Hence the naturalness of the fact that he was similarly treated. And since Strabo, writing of the Gauls and other northern peoples, says that the heads of foes slain in battle were brought back and sometimes nailed to the chief door of the house, while, up to the time of the Salic law, the heads of slain private foes were fixed on stakes in front of it; we have evidence that identification of the public and the private foe was associated with the practice of taking trophies from them both.
A kindred alliance is traceable in the usages of the Jews. It may, then, be reasonably inferred that display of Edition: current; Page: [ 49 ] executed felons on gibbets, or their heads on spikes, originates from the bringing back of trophies taken from slain enemies. Though usually a part only of the slain enemy is fixed up, yet sometimes the whole body is; as when the dead Saul, minus his head, was fastened by the Philistines to the wall of Bethshan. Though no direct connexion exists between trophy-taking and ceremonial government, the foregoing facts reveal such indirect connexions as to make it needful to note the custom.
It enters as a factor into the three forms of control—social, political, and religious. As political control evolves, trophy-taking becomes in several ways instrumental to the maintenance of authority. Beyond the awe felt for the chief whose many trophies show his powers of destruction, there comes the greater Edition: current; Page: [ 50 ] awe which, on growing into a king with subordinate chiefs and dependent tribes, he excites by accumulating the trophies others take on his behalf; rising into dread when he exhibits in numbers the relics of slain rulers. As the practice assumes this developed form, the receipt of such vicariously-taken trophies passes into a political ceremony.
The heap of hands laid before an ancient Egyptian king, served to propitiate; as now serves the mass of jawbones sent by an Ashantee captain to the court. Nor is it thus only that a political effect results. There is the governmental restraint produced by fixing up the bodies or heads of the insubordinate and the felonious.
edition of Feminism in Japan, comprising 12 volumes, was published (Inoue et al. , ). of the impact of gender research on Japanese sociology. . mainstream social theory in becoming the specialty of a limited number of individuals. .. publications on gender and sociology appeared in noticeable. individuals in modern society is formal and abstract. character, but by his perceptible traits, such as the when my thesis on 'The Standard of Living in Japan' was published by the 3 H. P. Sherman, Practical Economics, (-nd. ed.), p.
Though offering part of a slain enemy to propitiate a ghost, does not enter into what is commonly called religious ceremonial, yet it obviously so enters when the aim is to propitiate a god developed from an ancestral ghost. This inference is verified on seeing similarly used other kinds of spoils. Because of inferences to be hereafter drawn, one remaining general truth must be named, though it is so obvious as to seem scarcely worth mention. Trophy-taking is directly related to militancy. It begins during a primitive life that is wholly occupied in fighting men and animals; it develops with the growth of conquering societies in which perpetual wars generate the militant type of structure; it diminishes as growing industrialism more and more substitutes productive activities for destructive activities; and complete industrialism necessitates entire cessation of it.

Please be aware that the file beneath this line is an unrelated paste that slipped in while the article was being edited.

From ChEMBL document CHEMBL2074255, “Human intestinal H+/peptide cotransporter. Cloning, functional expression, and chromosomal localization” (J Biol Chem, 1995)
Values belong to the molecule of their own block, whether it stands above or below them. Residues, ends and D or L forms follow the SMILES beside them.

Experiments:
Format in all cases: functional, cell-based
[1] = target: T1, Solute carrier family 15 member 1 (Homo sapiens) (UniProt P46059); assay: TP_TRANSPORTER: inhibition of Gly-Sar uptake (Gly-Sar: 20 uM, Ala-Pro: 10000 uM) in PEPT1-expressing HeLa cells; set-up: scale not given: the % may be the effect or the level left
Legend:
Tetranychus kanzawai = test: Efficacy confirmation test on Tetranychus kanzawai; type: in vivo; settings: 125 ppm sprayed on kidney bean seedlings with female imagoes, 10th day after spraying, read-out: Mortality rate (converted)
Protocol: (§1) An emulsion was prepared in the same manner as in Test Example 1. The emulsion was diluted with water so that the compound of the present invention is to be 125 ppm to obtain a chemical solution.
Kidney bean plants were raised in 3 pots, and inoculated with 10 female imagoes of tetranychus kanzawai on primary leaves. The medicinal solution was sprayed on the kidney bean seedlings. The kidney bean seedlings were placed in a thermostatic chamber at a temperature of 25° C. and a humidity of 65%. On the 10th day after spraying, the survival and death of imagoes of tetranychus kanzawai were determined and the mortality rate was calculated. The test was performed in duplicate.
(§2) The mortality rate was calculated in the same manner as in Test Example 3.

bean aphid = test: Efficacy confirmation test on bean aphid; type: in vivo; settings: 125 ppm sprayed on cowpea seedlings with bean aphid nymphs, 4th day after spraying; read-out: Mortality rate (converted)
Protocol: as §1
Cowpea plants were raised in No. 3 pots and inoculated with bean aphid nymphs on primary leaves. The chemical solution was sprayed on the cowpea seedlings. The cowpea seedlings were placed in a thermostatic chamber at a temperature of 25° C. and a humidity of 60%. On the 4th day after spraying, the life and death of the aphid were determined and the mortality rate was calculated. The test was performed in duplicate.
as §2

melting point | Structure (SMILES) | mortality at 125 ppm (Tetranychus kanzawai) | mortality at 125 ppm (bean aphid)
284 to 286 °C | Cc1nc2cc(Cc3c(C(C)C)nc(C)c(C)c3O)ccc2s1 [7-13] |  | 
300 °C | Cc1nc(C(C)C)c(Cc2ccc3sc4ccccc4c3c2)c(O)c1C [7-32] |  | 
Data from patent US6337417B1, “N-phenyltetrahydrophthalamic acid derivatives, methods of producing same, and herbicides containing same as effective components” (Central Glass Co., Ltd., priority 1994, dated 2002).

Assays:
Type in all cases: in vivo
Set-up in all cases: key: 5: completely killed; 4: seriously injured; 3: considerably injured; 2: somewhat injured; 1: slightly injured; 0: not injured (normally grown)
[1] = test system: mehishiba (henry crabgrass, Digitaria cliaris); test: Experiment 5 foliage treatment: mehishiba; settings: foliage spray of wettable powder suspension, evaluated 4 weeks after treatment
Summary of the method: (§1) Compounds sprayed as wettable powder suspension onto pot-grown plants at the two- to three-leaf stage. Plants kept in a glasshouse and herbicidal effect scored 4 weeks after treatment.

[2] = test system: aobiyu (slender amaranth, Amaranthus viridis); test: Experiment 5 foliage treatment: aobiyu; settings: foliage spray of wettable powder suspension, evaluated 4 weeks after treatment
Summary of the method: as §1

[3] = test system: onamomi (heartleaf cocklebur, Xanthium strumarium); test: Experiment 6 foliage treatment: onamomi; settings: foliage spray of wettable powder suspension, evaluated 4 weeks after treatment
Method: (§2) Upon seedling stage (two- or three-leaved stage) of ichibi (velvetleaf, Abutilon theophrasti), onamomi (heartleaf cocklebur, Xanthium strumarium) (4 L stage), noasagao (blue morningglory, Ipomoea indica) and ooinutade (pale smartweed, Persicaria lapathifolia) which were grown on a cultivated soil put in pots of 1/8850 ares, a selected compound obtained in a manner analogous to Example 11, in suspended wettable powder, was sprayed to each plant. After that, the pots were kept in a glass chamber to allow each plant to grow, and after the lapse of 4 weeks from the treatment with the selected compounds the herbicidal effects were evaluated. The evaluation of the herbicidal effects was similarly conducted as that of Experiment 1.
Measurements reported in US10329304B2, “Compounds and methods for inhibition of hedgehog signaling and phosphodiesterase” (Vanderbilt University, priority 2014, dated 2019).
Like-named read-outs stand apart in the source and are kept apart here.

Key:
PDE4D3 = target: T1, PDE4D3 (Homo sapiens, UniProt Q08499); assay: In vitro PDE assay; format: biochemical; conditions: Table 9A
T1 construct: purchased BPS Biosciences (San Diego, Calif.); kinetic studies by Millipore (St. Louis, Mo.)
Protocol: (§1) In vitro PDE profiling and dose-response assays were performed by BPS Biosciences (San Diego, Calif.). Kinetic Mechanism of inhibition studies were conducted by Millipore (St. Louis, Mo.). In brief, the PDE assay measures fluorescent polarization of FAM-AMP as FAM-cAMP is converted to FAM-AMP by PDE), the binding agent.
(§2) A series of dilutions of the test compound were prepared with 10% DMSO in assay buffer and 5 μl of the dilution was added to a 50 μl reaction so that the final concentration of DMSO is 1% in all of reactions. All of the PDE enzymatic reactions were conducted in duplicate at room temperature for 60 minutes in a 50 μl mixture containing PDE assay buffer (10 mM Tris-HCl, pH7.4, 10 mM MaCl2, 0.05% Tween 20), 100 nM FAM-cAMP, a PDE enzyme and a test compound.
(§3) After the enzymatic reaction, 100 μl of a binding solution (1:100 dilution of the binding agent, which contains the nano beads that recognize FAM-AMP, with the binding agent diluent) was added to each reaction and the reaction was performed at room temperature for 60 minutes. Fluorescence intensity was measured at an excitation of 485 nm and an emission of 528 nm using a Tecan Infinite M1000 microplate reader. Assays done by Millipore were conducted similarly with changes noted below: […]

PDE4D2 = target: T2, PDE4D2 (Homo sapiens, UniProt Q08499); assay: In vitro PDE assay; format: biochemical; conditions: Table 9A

The chief significance of trophy-taking, however, has yet to be pointed out. The reason for here dealing with it, though in itself scarcely to be classed as a ceremony, is that it furnishes us with the key to numerous ceremonies prevailing all over the world among the uncivilized and semicivilized. From the practice of cutting off and taking away portions of the dead body, there grows up the practice of cutting off portions of the living body. Facility of exposition will be gained by approaching indirectly the facts and conclusions here to be set forth.
When the Athenians applied for help against the Spartans, after the attack of Kleomenes, a confession of subordination was demanded in return for the protection asked; and the confession was made by sending earth and water. A like act has a like meaning in Fiji. This giving a part instead of giving the whole, where the whole cannot be mechanically handed over, will perhaps be instanced as a symbolic ceremony; though, even in the absence of any further interpretation, we may say that it approaches as nearly to actual transfer as the nature of the case permits.
We are not, however, obliged to regard this ceremony as artificially devised. We may affiliate it upon a simpler ceremony which at once elucidates it, and is elucidated by it. I refer to surrendering a part of the body as implying surrender of the whole. They all docked their tails. If we carry our inquiry a step back, however, we shall find a clue to its natural derivation. Share This Flashcard Set Close. Please sign in to share these flashcards. We'll bring you back here when you are done. Sign in Don't have an account?